What’s the reality of a full-employment economy? I pulled these quick facts from Annie Lowrey’s article in The Atlantic:
- Full employment — that magical economic state, in which everyone who wants work has it, and at a good wage too — finally seems to be near. In much of Iowa, it already is. Out of every 100 people who want a job, 98 or 99 have one. The rate of wage growth has doubled of late, and businesses are scrambling to find workers. “It does feel like things are a little different in the last year,” Elisabeth Buck, the president of the United Way of Central Iowa, told me. “Businesses are getting a little desperate.”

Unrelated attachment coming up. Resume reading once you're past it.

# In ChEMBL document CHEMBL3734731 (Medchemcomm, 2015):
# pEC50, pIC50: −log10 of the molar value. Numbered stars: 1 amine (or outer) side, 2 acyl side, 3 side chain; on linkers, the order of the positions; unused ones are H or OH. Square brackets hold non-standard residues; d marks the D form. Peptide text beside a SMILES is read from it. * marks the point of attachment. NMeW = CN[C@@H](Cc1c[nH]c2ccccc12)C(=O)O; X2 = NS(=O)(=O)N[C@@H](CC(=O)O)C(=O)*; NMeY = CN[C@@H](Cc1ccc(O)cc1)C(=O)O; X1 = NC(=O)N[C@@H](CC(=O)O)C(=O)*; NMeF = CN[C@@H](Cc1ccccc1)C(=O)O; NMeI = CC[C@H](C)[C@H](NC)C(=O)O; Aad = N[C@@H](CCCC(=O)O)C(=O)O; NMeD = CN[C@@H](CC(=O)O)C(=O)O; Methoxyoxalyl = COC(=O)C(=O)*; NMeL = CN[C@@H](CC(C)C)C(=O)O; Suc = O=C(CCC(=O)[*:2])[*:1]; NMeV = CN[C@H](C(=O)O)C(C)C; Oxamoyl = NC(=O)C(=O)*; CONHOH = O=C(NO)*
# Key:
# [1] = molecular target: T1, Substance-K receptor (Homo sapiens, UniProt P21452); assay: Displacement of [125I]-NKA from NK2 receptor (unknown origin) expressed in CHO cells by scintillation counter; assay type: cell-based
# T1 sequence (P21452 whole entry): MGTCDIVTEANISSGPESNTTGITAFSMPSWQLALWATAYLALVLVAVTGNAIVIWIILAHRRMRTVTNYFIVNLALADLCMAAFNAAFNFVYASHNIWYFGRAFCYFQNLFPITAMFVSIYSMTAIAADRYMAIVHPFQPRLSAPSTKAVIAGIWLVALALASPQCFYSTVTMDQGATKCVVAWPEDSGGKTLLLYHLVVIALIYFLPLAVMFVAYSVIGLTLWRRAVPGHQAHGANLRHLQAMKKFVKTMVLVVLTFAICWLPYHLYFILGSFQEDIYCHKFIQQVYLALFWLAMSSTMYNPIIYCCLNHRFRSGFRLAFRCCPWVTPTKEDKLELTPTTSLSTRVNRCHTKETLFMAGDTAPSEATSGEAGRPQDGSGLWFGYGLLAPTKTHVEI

- Among those seeing more success getting hired are the formerly incarcerated. When the jobless rate is high, most businesses refuse to look at applications from individuals who have spent time in prison — even for non-violent offenses, or for incidents that might have occurred years and years earlier.
- Businesses are accepting applications from high-schoolers and retirees who want to come back to work — and are providing on-site education and accommodations like flexible schedules too.
- Refugee and immigrant workers — including those with literacy or language challenges, or a lack of credentials — were also getting drawn in and picked up.
And even though the unemployment rate is low, low wages continue to be an extraordinary problem preventing workers from connecting with a good job and keeping potential employees on the sidelines.
What impact does this have on you or your organization? Please add your comments below—thank you
Also, read the entire article on this topic.